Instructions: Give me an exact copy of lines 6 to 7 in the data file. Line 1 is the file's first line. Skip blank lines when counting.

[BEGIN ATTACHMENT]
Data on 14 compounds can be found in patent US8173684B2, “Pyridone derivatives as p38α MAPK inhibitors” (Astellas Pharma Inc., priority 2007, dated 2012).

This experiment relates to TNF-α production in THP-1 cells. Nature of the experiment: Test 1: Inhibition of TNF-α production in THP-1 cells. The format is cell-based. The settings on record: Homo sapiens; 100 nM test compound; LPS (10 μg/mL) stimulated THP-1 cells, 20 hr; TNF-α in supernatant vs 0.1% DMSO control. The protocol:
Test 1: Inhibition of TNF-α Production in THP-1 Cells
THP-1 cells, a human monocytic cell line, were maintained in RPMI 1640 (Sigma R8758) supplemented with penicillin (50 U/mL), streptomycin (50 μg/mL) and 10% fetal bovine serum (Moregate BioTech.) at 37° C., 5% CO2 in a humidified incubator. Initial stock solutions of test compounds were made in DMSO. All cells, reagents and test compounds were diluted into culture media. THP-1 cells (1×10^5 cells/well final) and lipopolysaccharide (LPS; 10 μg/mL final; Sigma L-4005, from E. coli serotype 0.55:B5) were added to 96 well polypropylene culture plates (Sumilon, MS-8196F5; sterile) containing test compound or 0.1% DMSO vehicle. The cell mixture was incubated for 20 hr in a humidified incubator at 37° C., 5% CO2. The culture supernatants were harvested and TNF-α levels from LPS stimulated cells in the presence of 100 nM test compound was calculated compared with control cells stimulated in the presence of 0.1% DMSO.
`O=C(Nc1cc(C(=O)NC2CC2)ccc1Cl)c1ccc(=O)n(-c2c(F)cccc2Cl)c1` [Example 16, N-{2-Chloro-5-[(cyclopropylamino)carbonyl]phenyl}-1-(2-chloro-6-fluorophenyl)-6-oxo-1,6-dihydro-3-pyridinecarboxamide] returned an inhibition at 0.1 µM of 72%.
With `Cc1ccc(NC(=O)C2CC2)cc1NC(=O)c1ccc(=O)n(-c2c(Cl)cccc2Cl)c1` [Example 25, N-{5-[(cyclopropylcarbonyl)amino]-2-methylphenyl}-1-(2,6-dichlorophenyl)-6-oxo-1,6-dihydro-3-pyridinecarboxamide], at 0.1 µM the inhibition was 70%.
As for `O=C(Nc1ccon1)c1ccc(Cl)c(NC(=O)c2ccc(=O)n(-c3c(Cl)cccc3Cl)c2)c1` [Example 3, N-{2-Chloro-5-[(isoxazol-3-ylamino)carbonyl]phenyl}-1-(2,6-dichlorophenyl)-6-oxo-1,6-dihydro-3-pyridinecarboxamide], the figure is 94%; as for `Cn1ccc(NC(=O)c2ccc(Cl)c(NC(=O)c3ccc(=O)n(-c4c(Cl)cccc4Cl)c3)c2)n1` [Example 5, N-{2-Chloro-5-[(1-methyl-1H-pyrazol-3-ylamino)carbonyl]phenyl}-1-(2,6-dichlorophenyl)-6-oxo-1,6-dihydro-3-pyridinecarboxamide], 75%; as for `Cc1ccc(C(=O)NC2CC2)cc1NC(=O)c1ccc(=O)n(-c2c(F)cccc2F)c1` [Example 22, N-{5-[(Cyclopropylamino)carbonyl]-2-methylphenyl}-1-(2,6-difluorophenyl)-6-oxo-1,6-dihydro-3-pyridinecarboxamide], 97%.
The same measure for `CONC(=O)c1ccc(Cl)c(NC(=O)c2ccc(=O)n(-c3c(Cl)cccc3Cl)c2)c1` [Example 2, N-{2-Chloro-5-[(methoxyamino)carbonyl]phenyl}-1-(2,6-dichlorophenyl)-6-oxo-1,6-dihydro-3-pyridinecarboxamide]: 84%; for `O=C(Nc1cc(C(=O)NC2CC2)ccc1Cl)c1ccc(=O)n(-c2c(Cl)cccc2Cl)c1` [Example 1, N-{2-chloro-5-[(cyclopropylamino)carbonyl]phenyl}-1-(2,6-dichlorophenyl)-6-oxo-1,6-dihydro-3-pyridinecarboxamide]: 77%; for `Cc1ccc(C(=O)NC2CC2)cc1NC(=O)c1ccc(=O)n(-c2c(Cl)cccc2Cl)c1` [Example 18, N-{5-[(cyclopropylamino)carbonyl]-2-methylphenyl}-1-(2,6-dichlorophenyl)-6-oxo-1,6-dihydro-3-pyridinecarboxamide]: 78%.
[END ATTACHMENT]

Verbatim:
With `Cc1ccc(NC(=O)C2CC2)cc1NC(=O)c1ccc(=O)n(-c2c(Cl)cccc2Cl)c1` [Example 25, N-{5-[(cyclopropylcarbonyl)amino]-2-methylphenyl}-1-(2,6-dichlorophenyl)-6-oxo-1,6-dihydro-3-pyridinecarboxamide], at 0.1 µM the inhibition was 70%.
As for `O=C(Nc1ccon1)c1ccc(Cl)c(NC(=O)c2ccc(=O)n(-c3c(Cl)cccc3Cl)c2)c1` [Example 3, N-{2-Chloro-5-[(isoxazol-3-ylamino)carbonyl]phenyl}-1-(2,6-dichlorophenyl)-6-oxo-1,6-dihydro-3-pyridinecarboxamide], the figure is 94%; as for `Cn1ccc(NC(=O)c2ccc(Cl)c(NC(=O)c3ccc(=O)n(-c4c(Cl)cccc4Cl)c3)c2)n1` [Example 5, N-{2-Chloro-5-[(1-methyl-1H-pyrazol-3-ylamino)carbonyl]phenyl}-1-(2,6-dichlorophenyl)-6-oxo-1,6-dihydro-3-pyridinecarboxamide], 75%; as for `Cc1ccc(C(=O)NC2CC2)cc1NC(=O)c1ccc(=O)n(-c2c(F)cccc2F)c1` [Example 22, N-{5-[(Cyclopropylamino)carbonyl]-2-methylphenyl}-1-(2,6-difluorophenyl)-6-oxo-1,6-dihydro-3-pyridinecarboxamide], 97%.